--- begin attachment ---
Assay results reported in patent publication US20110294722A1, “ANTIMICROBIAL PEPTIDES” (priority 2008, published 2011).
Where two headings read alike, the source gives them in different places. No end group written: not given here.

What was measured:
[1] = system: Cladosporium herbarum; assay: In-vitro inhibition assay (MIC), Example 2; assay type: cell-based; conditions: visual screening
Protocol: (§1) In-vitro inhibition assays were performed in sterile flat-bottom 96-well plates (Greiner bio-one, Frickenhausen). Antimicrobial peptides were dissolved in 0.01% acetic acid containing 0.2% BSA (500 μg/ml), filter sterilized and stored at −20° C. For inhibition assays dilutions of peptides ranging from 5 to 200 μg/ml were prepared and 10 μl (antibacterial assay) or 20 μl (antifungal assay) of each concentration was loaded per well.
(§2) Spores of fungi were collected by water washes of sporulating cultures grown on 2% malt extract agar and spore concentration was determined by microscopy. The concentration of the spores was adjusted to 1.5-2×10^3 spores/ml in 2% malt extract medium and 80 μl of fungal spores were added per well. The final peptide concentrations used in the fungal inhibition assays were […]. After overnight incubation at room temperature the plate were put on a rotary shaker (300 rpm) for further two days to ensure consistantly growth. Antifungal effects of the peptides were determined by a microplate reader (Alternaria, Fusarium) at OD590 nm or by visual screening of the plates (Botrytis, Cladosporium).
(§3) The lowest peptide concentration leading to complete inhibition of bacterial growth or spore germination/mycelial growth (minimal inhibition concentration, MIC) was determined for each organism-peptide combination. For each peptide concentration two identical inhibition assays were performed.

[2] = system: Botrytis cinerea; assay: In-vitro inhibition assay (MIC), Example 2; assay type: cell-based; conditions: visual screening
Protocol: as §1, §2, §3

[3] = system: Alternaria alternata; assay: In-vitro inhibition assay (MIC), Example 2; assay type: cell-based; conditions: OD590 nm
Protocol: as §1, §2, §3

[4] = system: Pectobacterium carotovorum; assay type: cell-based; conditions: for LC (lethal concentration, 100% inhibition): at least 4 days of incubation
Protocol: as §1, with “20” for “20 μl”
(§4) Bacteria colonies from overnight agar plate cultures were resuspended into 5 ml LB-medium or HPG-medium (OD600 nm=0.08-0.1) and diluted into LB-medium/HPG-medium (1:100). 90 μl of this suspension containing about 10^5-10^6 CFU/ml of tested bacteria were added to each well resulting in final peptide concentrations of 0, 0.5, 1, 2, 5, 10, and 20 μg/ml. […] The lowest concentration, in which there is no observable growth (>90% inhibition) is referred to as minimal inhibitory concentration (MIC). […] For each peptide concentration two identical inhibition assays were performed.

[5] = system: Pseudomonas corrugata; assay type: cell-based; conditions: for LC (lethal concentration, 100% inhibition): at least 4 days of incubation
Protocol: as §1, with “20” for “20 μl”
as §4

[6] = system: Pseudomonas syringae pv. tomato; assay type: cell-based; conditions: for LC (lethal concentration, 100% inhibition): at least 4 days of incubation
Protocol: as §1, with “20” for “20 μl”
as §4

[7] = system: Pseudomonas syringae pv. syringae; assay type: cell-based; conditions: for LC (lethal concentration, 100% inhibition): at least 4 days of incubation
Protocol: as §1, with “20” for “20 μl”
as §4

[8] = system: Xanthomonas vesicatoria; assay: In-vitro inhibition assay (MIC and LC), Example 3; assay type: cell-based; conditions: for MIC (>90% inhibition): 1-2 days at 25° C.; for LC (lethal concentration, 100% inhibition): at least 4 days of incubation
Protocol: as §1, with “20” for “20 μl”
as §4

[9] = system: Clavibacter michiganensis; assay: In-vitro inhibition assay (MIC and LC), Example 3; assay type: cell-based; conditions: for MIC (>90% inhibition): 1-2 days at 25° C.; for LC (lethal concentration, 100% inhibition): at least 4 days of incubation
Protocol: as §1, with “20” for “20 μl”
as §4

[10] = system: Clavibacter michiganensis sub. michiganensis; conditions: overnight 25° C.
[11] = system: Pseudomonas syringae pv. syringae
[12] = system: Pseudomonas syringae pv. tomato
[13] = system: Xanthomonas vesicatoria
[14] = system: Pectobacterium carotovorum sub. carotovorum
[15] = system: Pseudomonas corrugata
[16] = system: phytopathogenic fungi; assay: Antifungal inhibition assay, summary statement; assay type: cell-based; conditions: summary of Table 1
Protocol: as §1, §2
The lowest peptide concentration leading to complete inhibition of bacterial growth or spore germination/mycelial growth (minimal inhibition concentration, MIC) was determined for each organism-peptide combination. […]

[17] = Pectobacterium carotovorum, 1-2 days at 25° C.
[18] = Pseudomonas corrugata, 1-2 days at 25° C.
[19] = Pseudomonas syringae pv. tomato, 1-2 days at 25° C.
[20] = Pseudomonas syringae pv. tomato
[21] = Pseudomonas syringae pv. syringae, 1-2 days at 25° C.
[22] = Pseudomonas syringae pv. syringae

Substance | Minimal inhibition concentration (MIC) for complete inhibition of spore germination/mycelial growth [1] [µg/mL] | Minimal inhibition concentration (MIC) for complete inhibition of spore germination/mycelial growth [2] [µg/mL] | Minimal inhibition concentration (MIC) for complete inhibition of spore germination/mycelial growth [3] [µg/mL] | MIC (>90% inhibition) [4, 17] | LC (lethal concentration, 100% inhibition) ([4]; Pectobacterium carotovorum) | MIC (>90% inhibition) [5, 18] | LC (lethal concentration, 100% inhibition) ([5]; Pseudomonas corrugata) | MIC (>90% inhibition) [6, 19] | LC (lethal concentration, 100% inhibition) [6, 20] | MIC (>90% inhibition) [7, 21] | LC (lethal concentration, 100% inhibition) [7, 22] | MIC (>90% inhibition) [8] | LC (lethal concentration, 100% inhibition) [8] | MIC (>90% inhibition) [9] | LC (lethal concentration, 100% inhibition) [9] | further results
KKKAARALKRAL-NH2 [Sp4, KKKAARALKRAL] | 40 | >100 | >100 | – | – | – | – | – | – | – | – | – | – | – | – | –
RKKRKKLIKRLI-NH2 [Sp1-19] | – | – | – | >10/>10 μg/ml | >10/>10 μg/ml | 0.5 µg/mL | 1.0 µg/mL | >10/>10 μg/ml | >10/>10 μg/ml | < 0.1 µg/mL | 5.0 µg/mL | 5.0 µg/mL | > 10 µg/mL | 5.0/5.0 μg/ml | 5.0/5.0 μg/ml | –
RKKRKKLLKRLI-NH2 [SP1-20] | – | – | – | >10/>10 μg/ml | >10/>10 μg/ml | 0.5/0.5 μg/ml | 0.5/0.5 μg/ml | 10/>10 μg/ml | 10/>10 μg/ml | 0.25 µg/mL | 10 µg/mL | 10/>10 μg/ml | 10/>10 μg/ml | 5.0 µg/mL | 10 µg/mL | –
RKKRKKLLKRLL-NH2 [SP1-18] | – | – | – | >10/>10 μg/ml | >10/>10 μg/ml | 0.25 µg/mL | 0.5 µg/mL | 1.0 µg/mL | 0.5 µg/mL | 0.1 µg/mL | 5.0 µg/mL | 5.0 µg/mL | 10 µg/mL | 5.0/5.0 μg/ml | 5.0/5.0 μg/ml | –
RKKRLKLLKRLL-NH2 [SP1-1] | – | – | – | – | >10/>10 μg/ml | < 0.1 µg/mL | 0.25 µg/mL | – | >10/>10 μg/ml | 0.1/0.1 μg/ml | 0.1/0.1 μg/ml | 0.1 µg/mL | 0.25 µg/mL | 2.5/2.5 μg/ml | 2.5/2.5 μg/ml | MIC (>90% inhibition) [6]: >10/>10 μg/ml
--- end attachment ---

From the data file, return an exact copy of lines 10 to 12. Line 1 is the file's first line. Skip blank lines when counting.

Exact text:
[3] = system: Alternaria alternata; assay: In-vitro inhibition assay (MIC), Example 2; assay type: cell-based; conditions: OD590 nm
Protocol: as §1, §2, §3

[4] = system: Pectobacterium carotovorum; assay type: cell-based; conditions: for LC (lethal concentration, 100% inhibition): at least 4 days of incubation